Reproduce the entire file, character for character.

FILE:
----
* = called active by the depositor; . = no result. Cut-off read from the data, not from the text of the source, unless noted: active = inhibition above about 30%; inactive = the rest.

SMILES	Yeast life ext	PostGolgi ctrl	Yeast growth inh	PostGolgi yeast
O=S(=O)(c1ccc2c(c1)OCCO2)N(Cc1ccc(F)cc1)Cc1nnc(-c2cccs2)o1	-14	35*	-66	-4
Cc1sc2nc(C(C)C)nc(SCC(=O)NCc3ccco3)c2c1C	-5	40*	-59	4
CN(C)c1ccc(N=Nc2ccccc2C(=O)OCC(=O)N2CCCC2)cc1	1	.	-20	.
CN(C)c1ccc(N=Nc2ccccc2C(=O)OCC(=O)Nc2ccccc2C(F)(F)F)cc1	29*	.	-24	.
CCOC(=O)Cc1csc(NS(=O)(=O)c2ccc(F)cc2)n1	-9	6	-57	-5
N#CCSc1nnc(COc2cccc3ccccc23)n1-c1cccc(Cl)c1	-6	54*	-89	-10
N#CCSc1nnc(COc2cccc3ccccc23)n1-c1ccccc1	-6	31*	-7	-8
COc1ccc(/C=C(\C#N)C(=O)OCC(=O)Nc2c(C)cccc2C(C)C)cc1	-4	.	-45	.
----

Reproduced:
* = called active by the depositor; . = no result. Cut-off read from the data, not from the text of the source, unless noted: active = inhibition above about 30%; inactive = the rest.

SMILES	Yeast life ext	PostGolgi ctrl	Yeast growth inh	PostGolgi yeast
O=S(=O)(c1ccc2c(c1)OCCO2)N(Cc1ccc(F)cc1)Cc1nnc(-c2cccs2)o1	-14	35*	-66	-4
Cc1sc2nc(C(C)C)nc(SCC(=O)NCc3ccco3)c2c1C	-5	40*	-59	4
CN(C)c1ccc(N=Nc2ccccc2C(=O)OCC(=O)N2CCCC2)cc1	1	.	-20	.
CN(C)c1ccc(N=Nc2ccccc2C(=O)OCC(=O)Nc2ccccc2C(F)(F)F)cc1	29*	.	-24	.
CCOC(=O)Cc1csc(NS(=O)(=O)c2ccc(F)cc2)n1	-9	6	-57	-5
N#CCSc1nnc(COc2cccc3ccccc23)n1-c1cccc(Cl)c1	-6	54*	-89	-10
N#CCSc1nnc(COc2cccc3ccccc23)n1-c1ccccc1	-6	31*	-7	-8
COc1ccc(/C=C(\C#N)C(=O)OCC(=O)Nc2c(C)cccc2C(C)C)cc1	-4	.	-45	.